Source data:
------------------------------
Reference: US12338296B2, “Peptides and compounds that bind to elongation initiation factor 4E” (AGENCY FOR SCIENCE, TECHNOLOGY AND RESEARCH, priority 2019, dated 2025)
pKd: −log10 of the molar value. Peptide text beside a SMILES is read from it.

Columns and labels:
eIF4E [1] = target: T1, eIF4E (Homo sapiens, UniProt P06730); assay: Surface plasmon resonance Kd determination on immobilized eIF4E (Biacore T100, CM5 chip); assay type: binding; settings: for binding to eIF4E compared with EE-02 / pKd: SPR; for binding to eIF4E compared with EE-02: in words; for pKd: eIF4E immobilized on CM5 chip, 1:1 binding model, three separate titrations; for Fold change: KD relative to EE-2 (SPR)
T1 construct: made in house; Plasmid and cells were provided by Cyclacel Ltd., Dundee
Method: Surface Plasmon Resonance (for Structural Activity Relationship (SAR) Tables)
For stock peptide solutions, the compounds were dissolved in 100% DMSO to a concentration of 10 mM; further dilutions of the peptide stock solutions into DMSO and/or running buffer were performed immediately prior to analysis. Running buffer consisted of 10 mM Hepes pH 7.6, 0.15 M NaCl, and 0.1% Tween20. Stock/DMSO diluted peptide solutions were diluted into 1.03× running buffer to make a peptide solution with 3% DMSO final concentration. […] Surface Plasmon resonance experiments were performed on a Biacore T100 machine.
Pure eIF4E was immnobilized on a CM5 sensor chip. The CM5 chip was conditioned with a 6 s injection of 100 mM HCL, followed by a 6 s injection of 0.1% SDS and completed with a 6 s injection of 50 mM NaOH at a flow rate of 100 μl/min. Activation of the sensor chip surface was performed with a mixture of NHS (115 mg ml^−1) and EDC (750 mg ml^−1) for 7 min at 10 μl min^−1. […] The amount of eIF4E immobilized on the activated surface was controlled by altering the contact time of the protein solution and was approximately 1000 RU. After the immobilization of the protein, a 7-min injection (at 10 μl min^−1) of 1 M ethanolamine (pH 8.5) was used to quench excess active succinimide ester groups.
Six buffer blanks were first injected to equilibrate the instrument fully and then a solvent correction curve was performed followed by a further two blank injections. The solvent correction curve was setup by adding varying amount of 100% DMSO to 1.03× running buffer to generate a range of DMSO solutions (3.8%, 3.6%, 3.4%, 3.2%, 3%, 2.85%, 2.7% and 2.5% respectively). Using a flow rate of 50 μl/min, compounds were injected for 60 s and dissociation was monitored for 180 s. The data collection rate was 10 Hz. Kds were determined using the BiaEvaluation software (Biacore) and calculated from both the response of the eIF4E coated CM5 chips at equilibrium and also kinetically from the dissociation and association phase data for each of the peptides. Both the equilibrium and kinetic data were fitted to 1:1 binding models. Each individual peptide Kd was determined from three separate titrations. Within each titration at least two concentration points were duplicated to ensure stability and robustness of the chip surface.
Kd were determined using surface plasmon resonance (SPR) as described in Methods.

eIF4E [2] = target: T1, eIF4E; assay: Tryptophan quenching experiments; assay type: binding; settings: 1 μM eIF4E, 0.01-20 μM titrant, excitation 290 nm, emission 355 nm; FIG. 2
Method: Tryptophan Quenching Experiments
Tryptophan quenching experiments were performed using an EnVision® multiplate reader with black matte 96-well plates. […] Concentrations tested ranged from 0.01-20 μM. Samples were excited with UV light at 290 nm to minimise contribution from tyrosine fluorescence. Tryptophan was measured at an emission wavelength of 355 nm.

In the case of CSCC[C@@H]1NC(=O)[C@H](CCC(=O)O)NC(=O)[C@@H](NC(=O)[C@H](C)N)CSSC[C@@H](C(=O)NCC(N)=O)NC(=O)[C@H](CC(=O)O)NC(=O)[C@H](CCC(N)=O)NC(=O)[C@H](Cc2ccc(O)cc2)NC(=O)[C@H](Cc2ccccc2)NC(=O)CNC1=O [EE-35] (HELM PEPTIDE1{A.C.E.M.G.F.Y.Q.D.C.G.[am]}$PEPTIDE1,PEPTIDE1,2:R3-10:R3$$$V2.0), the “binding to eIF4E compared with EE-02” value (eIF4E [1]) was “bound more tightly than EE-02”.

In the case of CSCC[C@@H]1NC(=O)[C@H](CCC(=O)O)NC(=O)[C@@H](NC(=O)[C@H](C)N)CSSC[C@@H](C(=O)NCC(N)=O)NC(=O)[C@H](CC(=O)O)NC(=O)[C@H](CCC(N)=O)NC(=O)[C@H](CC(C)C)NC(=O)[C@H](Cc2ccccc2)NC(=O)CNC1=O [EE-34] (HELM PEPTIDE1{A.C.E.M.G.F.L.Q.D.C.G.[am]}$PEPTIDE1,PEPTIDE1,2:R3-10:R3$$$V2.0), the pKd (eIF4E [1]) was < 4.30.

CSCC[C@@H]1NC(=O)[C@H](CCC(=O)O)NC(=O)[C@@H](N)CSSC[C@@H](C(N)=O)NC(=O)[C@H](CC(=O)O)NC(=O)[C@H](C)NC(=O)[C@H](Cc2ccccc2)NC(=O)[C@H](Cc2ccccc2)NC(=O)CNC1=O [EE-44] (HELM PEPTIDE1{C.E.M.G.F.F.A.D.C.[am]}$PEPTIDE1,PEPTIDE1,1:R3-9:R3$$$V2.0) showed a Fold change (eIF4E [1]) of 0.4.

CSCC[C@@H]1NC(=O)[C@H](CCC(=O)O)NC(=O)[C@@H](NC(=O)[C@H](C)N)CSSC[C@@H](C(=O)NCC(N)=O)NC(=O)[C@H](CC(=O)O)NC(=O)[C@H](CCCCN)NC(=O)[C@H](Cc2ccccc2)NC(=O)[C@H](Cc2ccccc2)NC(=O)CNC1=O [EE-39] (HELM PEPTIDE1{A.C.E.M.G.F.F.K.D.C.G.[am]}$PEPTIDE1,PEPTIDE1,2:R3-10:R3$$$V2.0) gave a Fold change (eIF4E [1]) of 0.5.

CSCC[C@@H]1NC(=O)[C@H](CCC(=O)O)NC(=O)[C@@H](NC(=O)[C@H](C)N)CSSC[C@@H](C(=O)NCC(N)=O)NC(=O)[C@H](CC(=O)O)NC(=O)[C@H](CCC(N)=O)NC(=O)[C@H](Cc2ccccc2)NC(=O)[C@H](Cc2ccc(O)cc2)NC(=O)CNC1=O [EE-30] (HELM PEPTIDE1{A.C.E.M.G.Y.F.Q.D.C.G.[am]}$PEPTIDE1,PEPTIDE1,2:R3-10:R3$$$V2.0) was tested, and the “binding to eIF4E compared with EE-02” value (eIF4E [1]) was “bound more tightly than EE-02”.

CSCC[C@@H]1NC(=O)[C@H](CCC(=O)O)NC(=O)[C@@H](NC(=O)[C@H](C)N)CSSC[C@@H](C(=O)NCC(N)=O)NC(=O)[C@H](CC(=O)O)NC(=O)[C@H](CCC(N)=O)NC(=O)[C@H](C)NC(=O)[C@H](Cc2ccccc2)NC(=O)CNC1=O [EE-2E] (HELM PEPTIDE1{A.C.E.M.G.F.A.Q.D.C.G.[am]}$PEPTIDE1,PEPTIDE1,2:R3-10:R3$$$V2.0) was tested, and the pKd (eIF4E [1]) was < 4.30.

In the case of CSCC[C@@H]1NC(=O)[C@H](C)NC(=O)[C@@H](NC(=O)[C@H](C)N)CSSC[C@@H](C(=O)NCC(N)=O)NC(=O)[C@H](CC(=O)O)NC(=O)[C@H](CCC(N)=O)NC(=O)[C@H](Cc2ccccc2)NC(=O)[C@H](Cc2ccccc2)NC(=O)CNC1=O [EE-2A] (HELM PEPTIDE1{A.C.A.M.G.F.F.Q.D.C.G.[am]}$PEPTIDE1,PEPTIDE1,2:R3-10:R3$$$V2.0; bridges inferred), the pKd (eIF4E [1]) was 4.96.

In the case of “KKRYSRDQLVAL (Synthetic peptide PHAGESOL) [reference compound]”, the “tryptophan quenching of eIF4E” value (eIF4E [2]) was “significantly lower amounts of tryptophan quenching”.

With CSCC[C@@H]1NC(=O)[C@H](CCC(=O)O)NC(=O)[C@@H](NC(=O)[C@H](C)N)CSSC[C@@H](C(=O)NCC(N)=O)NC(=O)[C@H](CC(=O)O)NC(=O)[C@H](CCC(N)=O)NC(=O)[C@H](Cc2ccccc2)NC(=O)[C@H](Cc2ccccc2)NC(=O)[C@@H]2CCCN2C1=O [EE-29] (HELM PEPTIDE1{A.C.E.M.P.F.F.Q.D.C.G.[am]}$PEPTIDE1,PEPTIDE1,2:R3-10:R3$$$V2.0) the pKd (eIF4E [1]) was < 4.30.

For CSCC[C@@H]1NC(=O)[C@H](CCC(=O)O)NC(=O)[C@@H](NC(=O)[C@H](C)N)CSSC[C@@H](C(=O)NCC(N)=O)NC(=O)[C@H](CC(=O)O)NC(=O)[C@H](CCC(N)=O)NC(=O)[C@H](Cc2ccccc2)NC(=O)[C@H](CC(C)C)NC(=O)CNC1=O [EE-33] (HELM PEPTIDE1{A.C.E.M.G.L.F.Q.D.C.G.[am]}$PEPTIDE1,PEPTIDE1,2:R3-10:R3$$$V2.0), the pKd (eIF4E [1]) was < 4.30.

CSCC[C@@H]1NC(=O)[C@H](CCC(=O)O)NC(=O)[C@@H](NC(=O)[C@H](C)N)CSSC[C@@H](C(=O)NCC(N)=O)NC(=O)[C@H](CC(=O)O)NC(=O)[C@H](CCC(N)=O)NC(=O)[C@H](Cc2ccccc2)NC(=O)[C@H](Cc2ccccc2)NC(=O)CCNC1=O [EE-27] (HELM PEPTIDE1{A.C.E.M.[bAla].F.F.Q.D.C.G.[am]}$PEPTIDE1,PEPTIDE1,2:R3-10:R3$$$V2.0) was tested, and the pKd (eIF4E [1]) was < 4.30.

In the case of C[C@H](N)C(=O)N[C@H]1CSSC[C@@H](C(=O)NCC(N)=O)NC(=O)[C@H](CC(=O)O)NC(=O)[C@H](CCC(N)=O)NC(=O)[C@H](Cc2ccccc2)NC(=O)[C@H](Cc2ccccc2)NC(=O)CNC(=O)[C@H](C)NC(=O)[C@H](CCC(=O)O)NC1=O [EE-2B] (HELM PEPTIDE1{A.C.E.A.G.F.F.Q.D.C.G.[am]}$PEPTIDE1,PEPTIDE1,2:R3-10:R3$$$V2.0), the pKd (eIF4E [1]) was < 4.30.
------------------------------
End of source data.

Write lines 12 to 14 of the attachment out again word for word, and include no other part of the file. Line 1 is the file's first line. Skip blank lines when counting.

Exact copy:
Method: Tryptophan Quenching Experiments
Tryptophan quenching experiments were performed using an EnVision® multiplate reader with black matte 96-well plates. […] Concentrations tested ranged from 0.01-20 μM. Samples were excited with UV light at 290 nm to minimise contribution from tyrosine fluorescence. Tryptophan was measured at an emission wavelength of 355 nm.

In the case of CSCC[C@@H]1NC(=O)[C@H](CCC(=O)O)NC(=O)[C@@H](NC(=O)[C@H](C)N)CSSC[C@@H](C(=O)NCC(N)=O)NC(=O)[C@H](CC(=O)O)NC(=O)[C@H](CCC(N)=O)NC(=O)[C@H](Cc2ccc(O)cc2)NC(=O)[C@H](Cc2ccccc2)NC(=O)CNC1=O [EE-35] (HELM PEPTIDE1{A.C.E.M.G.F.Y.Q.D.C.G.[am]}$PEPTIDE1,PEPTIDE1,2:R3-10:R3$$$V2.0), the “binding to eIF4E compared with EE-02” value (eIF4E [1]) was “bound more tightly than EE-02”.